Configuring GTP on FortiOS Carrier

Configuring GTP on FortiOS Carrier

Configuring GTP support on FortiOS Carrier involves configuring a number of areas of features.

GTP support on the Carrier-enabled FortiGate unit

The FortiCarrier unit needs to have access to all traffic entering and exiting the carrier network for scanning, filtering, and logging purposes. This promotes one of two configurations — hub and spoke, or bookend.

A hub and spoke configuration with the Carrier-enabled FortiGate unit at the hub and the other GPRS devices on the spokes is possible for smaller networks where a lower bandwidth allows you to divide one unit into multiple virtual domains to fill multiple roles on the carrier network. It can be difficult with a single FortiOS Carrier as the hub to ensure all possible entry points to the carrier network are properly protected from potential attacks such as relayed network attacks.

A bookend configuration uses two Carrier-enabled FortiGate units to protect the carrier network between them with high bandwidth traffic. One unit handles traffic from mobile stations, SGSNs, and foreign carriers. The other handles GGSN and data network traffic. Together they ensure the network is secure.

The Carrier-enabled FortiGate unit can access all traffic on the network. It can also verify traffic between devices, and verify that the proper GPRS interface is being used. For example there is no reason for a Gn interface to be used to communicate with a mobile station — the mobile station will not know what to do with the data — so that traffic is blocked.

When you are configuring your Carrier-enabled FortiGate unit’s GTP profile, you must first configure the APN. It is critical to GTP communications — no traffic will flow without the APN.

The Carrier-enabled FortiGate unit does more than just forward and route GTP packets over the network. It also performs:

l GTP support on the Carrier-enabled FortiGate unit l GTP support on the Carrier-enabled FortiGate unit l GTP support on the Carrier-enabled FortiGate unit l GTP support on the Carrier-enabled FortiGate unit l GTP support on the Carrier-enabled FortiGate unit

Packet sanity checking

The FortiOS Carrier firewall checks the following items to determine if a packet confirms to the UDP and GTP standards:

l GTP release version number — must be 0, 1, or 2 l Settings of predefined bits l Protocol type l UDP packet length

If the packet in question does not confirm to the standards, the FortiOS Carrier firewall drops the packet, so that the malformed or forged traffic will not be processed.

GTP stateful inspection

Apart from the static inspection (checking the packet header), the FortiOS Carrier firewall performs stateful inspection.

Stateful inspection provides enhanced security by keeping track of communications sessions and packets over a period of time. Both incoming and outgoing packets are examined. Outgoing packets that request specific types of incoming packets are tracked; only those incoming packets constituting a proper response are allowed through the firewall.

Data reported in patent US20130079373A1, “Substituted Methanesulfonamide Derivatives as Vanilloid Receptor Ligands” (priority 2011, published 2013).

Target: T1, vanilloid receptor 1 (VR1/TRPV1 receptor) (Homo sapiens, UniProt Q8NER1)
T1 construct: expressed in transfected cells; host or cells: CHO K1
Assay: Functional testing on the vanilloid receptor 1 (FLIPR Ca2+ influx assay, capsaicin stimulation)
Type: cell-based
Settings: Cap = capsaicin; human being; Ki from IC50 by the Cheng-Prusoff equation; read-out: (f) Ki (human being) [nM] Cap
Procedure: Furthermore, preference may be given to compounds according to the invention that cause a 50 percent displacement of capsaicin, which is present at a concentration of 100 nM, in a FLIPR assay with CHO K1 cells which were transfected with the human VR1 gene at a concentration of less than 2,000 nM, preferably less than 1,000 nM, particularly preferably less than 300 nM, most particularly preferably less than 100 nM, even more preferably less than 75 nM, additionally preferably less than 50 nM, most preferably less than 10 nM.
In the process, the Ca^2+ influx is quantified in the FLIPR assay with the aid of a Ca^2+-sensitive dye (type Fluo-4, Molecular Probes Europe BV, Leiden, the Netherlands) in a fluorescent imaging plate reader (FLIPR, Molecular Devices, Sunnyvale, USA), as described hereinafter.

The FortiOS Carrier firewall can also index the GTP tunnels to keep track of them.

Using the enhanced Carrier traffic policy, the FortiOS Carrier firewall can block unwanted encapsulated traffic in GTP tunnels, such as infrastructure attacks. Infrastructure attacks involve attempts by an attacker to connect to restricted machines, such as GSN devices, network management systems, or mobile stations. If these attempts to connect are detected, they are to be flagged immediately by the firewall .

Protocol anomaly detection and prevention

The FortiOS Carrier firewall detects and optionally drops protocol anomalies according to GTP standards and specific tunnel states. Protocol anomaly attacks involve malformed or corrupt packets that typically fall outside of protocol specifications. These packets are not seen on a production network. Protocol anomaly attacks exploit poor programming practices when decoding packets, and are typically used to maliciously impair system performance or elevate privileges.

FortiOS Carrier also detects IP address spoofing inside GTP data channel.

See Protocol anomaly detection and prevention.


FortiOS Carrier active-passive HA provides failover protection for the GTP tunnels. This means that an activepassive cluster can provide FortiOS Carrier firewall services even when one of the cluster units encounters a problem that would result in complete loss of connectivity for a stand-alone FortiOS Carrier firewall. This failover protection provides a backup mechanism that can be used to reduce the risk of unexpected downtime, especially for mission-critical environments.

FortiOS HA synchs TCP sessions by default, but UDP sessions are not synchronized by default. However synchronizing a session is only part of the solution if the goal is to continue GTP processing on a synchronized session after a HA switch. For that to be successful we also need to synch the GTP tunnel state. So, once the master completes tunnel setup then the GTP tunnel is synchronized to the slave.

GTP traffic will only flow without interruption on a HA switch if bidirectional GTP policies have been configured: an internal (GTP server) to external (all) UDP port GTP policy, and an external (all) to internal (GTP server) UDP port GTP policy. If either policy is missing then traffic may be interrupted until traffic flows in the opposite direction.